Johnstone, Chapter 15
Corrigan and Hudson, Chapter 16 and the Epilogue

April 17th and 19th: Religious Experience Reports Presentations In Class

April 24th: REPORTS DUE in GR 3.822 at 12 NOON

Students Religious Experience Reports Final, Written Versions of their


Experiences of a Faith or Denomination’s Worship Service Are
Due in Dr. Armour’s Office, GR 3.822, at 12 NOON.

April 26th: FINAL EXAMS DUE at 12 NOON in GR 3.822

ADDENDA

Student Conduct & Discipline

The University of Texas System and The University of Texas at Dallas have rules and regulations
for the orderly and efficient conduct of their business. It is the responsibility of each student and
each student organization to be knowledgeable about the rules and regulations which govern
student conduct and activities. General information on student conduct and discipline is contained
in the UTD publication, A to Z Guide, which is provided to all registered students each academic
year.

The University of Texas at Dallas administers student discipline within the procedures of
recognized and established due process. Procedures are defined and described in the Rules and
Regulations, Board of Regents, The University of Texas System, Part 1, Chapter VI, Section 3, and
in Title V, Rules on Student Services and Activities of the university’s Handbook of Operating
Procedures. Copies of these rules and regulations are available to students in the Office of the
Dean of Students, where staff members are available to assist students in interpreting the rules and
regulations (SU 1.602, 972/883-6391).

A student at the university neither loses the rights nor escapes the responsibilities of citizenship.
He or she is expected to obey federal, state, and local laws as well as the Regents’ Rules,
university regulations, and administrative rules. Students are subject to discipline for violating the
standards of conduct whether such conduct takes place on or off campus, or whether civil or
criminal penalties are also imposed for such conduct.
Academic Integrity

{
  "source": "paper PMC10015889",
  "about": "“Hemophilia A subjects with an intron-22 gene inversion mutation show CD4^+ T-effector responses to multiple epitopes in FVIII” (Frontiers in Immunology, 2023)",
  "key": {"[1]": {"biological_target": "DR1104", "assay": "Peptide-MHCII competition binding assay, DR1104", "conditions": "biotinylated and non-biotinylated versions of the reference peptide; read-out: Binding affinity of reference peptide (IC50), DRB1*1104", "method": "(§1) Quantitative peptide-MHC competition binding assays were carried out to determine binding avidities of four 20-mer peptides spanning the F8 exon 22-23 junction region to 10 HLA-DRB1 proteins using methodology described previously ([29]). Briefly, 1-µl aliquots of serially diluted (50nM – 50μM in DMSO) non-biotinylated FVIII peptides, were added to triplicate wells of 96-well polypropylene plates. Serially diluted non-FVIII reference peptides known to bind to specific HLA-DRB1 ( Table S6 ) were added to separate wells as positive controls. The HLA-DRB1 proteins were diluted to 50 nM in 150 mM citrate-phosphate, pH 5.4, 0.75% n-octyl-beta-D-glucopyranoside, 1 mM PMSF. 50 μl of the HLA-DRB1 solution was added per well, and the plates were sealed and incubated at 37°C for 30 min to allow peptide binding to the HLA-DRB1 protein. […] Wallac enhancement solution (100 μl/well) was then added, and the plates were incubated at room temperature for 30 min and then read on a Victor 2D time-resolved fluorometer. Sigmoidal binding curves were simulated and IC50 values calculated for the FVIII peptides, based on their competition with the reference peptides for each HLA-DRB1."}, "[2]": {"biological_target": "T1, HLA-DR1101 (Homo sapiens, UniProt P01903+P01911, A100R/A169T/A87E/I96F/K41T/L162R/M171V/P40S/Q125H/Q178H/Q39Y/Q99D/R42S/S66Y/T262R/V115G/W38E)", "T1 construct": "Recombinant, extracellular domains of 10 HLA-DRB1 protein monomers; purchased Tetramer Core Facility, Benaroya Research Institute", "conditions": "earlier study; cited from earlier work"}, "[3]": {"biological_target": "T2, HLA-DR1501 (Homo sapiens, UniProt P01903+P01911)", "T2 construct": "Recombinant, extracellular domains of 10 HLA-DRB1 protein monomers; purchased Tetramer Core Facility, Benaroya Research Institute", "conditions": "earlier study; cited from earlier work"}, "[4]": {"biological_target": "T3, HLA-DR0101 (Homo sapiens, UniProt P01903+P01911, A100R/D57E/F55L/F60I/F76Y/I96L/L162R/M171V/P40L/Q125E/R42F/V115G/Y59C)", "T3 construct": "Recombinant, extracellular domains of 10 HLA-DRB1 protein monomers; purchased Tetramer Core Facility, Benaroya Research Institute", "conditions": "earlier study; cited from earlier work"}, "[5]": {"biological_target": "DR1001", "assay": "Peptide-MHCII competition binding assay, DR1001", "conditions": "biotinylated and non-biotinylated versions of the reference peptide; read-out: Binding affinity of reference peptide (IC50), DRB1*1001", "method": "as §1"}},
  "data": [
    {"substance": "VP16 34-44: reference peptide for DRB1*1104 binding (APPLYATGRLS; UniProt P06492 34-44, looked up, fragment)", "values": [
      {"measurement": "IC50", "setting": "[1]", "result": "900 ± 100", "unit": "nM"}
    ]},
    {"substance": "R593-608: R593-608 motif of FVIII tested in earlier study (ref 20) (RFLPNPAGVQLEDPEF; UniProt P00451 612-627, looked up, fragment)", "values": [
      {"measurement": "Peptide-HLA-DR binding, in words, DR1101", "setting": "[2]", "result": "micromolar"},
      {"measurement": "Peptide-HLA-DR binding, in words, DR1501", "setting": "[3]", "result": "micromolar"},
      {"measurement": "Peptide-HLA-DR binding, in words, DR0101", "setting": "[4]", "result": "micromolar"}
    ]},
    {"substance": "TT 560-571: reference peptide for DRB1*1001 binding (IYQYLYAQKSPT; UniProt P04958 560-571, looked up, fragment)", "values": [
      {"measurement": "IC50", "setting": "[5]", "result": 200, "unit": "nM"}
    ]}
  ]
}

The faculty expects from its students a high level of responsibility and academic honesty. Because
the value of an academic degree depends upon the absolute integrity of the work done by the
student for that degree, it is imperative that a student demonstrate a high standard of individual
honor in his or her scholastic work.

Scholastic dishonesty includes, but is not limited to, statements, acts or omissions related to
applications for enrollment or the award of a degree, and/or the submission as one’s own work or
material that is not one’s own. As a general rule, scholastic dishonesty involves one of the
following acts: cheating, plagiarism, collusion and/or falsifying academic records. Students
suspected of academic dishonesty are subject to disciplinary proceedings. Plagiarism, especially
from the web, from portions of papers for other classes, and from any other source is unacceptable
and will be dealt with under the university’s policy on plagiarism (see general catalog for details).

Email Use

The University of Texas at Dallas recognizes the value and efficiency of communication between
faculty/staff and students through electronic mail. At the same time, email raises some issues
concerning security and the identity of each individual in an email exchange. The university
encourages all official student email correspondence be sent only to a student’s U.T. Dallas email
address and that faculty and staff consider email from students official only if it originates from a
UTD student account. This allows the university to maintain a high degree of confidence in the
identity of all individual corresponding and the security of the transmitted information. UTD
furnishes each student with a free email account that is to be used in all communication with
university personnel. The Department of Information Resources at U.T. Dallas provides a method
for students to have their U.T. Dallas mail forwarded to other accounts.

Withdrawal from Class

The administration of this institution has set deadlines for withdrawal of any college-level courses.
These dates and times are published in that semester's course catalog. Administration procedures
must be followed. It is the student's responsibility to handle withdrawal requirements from any
class. In other words, the instructor cannot drop or withdraw any student. Students are responsible
for completing the proper paperwork for drops and withdrawals.

Student Grievance Procedures

Procedures for student grievances are found in Title V, Rules on Student Services and Activities,
of the university’s Handbook of Operating Procedures.

In attempting to resolve any student grievance regarding grades, evaluations, or other fulfillments
of academic responsibility, it is the obligation of the student first to make a serious effort to